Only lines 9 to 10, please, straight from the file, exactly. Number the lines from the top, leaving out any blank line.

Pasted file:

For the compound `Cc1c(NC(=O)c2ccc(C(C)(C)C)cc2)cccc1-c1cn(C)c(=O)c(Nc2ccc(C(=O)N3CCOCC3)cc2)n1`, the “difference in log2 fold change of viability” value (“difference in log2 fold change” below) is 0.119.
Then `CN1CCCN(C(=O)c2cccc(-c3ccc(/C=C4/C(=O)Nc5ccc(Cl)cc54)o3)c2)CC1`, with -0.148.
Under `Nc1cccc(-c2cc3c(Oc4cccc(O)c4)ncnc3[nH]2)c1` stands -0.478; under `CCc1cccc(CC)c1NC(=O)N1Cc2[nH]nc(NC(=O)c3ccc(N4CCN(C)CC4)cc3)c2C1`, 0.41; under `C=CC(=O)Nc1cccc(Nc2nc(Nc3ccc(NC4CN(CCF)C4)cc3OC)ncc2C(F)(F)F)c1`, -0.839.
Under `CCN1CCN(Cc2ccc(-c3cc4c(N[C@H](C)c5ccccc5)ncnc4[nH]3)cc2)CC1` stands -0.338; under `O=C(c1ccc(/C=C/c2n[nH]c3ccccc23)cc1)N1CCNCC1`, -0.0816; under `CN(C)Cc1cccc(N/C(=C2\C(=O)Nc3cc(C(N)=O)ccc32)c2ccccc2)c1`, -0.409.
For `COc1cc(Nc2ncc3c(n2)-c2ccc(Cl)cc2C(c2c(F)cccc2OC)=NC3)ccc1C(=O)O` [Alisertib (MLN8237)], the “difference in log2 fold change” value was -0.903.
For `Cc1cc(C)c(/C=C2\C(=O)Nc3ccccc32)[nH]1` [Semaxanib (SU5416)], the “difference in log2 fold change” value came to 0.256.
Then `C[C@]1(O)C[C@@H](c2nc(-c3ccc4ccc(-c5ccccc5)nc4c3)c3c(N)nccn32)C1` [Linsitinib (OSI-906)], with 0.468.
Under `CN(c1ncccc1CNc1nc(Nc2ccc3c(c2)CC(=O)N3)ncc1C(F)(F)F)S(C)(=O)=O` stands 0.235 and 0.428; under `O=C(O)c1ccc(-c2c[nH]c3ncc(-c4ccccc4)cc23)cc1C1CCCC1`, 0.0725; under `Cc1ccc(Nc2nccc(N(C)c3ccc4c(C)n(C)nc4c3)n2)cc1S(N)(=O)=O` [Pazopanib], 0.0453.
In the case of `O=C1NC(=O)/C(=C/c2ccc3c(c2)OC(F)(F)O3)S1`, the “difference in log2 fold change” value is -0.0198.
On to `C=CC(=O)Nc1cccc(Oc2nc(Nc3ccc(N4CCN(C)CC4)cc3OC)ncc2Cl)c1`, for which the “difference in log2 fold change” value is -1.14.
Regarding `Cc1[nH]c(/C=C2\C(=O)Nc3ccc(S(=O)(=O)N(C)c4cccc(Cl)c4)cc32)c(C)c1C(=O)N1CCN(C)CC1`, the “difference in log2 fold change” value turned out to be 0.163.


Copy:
In the case of `O=C1NC(=O)/C(=C/c2ccc3c(c2)OC(F)(F)O3)S1`, the “difference in log2 fold change” value is -0.0198.
On to `C=CC(=O)Nc1cccc(Oc2nc(Nc3ccc(N4CCN(C)CC4)cc3OC)ncc2Cl)c1`, for which the “difference in log2 fold change” value is -1.14.